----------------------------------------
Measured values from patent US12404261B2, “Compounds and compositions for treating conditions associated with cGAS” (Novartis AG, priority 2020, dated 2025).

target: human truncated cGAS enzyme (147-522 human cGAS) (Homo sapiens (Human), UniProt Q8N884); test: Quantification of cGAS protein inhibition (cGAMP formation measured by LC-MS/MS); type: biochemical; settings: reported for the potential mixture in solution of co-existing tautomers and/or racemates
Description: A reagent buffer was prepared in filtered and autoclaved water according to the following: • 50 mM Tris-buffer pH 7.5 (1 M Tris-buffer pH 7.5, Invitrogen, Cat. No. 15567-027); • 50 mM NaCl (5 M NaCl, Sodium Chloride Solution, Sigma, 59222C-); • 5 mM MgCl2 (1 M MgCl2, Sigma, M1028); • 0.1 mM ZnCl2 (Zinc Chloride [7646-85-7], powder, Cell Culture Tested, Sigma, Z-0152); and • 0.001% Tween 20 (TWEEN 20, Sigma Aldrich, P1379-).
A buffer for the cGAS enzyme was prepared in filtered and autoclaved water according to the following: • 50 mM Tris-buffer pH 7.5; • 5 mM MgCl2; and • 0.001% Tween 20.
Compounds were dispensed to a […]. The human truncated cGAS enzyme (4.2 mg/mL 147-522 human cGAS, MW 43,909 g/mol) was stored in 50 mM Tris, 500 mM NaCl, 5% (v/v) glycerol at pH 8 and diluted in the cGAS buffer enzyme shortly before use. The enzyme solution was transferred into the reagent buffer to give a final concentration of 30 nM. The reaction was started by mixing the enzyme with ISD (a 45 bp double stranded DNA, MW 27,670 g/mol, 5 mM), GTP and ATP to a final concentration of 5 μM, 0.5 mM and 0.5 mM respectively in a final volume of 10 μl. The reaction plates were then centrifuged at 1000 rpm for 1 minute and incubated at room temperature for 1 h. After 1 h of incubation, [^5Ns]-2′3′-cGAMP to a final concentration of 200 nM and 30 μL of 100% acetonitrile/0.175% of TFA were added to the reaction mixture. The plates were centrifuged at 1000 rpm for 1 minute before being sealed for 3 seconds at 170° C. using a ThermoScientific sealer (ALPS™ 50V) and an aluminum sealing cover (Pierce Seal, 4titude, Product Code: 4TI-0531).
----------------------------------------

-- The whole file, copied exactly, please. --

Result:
Measured values from patent US12404261B2, “Compounds and compositions for treating conditions associated with cGAS” (Novartis AG, priority 2020, dated 2025).

target: human truncated cGAS enzyme (147-522 human cGAS) (Homo sapiens (Human), UniProt Q8N884); test: Quantification of cGAS protein inhibition (cGAMP formation measured by LC-MS/MS); type: biochemical; settings: reported for the potential mixture in solution of co-existing tautomers and/or racemates
Description: A reagent buffer was prepared in filtered and autoclaved water according to the following: • 50 mM Tris-buffer pH 7.5 (1 M Tris-buffer pH 7.5, Invitrogen, Cat. No. 15567-027); • 50 mM NaCl (5 M NaCl, Sodium Chloride Solution, Sigma, 59222C-); • 5 mM MgCl2 (1 M MgCl2, Sigma, M1028); • 0.1 mM ZnCl2 (Zinc Chloride [7646-85-7], powder, Cell Culture Tested, Sigma, Z-0152); and • 0.001% Tween 20 (TWEEN 20, Sigma Aldrich, P1379-).
A buffer for the cGAS enzyme was prepared in filtered and autoclaved water according to the following: • 50 mM Tris-buffer pH 7.5; • 5 mM MgCl2; and • 0.001% Tween 20.
Compounds were dispensed to a […]. The human truncated cGAS enzyme (4.2 mg/mL 147-522 human cGAS, MW 43,909 g/mol) was stored in 50 mM Tris, 500 mM NaCl, 5% (v/v) glycerol at pH 8 and diluted in the cGAS buffer enzyme shortly before use. The enzyme solution was transferred into the reagent buffer to give a final concentration of 30 nM. The reaction was started by mixing the enzyme with ISD (a 45 bp double stranded DNA, MW 27,670 g/mol, 5 mM), GTP and ATP to a final concentration of 5 μM, 0.5 mM and 0.5 mM respectively in a final volume of 10 μl. The reaction plates were then centrifuged at 1000 rpm for 1 minute and incubated at room temperature for 1 h. After 1 h of incubation, [^5Ns]-2′3′-cGAMP to a final concentration of 200 nM and 30 μL of 100% acetonitrile/0.175% of TFA were added to the reaction mixture. The plates were centrifuged at 1000 rpm for 1 minute before being sealed for 3 seconds at 170° C. using a ThermoScientific sealer (ALPS™ 50V) and an aluminum sealing cover (Pierce Seal, 4titude, Product Code: 4TI-0531).